Formula. When we are trying to reduce a relationship observed in natural phenomena to something that can be measured, arrival at the formula is the sought after victory. Eureka. In art, formula is usually the sounding of a death knell. Matt Kayhoe Brett and Boris Ostrerov begin with that culmination. Each has established systems with imposed limitations, using the limits to get to places one simply can’t without them.
Matt uses the inherent grid of unit relations in fencing material to produce reduced forms. His bulky masses flirt with the ether, with being idea more than object. They are not all the way solid; they feel like graphic images of themselves. Boris defies illusion on the picture plane. He squeezes paint out of tubes. He is not painting images of masses, he is stacking colored materials to make form. His forms don’t have a pictorial description of weight or solidity, they are literally hefty, literally sitting on the picture plane.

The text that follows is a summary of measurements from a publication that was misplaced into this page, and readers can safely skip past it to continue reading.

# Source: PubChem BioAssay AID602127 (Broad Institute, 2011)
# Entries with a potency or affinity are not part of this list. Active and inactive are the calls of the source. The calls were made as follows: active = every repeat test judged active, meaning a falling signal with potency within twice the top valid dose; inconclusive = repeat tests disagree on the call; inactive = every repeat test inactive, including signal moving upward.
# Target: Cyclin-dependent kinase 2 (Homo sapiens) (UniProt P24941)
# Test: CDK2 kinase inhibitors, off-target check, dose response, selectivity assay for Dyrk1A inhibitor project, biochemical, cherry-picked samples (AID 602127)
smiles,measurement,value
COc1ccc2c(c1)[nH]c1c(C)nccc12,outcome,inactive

Formulaic art typically leads to cold streamlined precision. These artists harness their rules to build unexpected wit and warmth. Matt has built sculptures of figures found in Duchamp’s opus, The Bride Stripped Bare by Her Bachelors, Even. Matt’s structures are metaphors for systems which strip the public bare. Boris toys with things Minimalism denies itself: indulgence, decoration, and excess.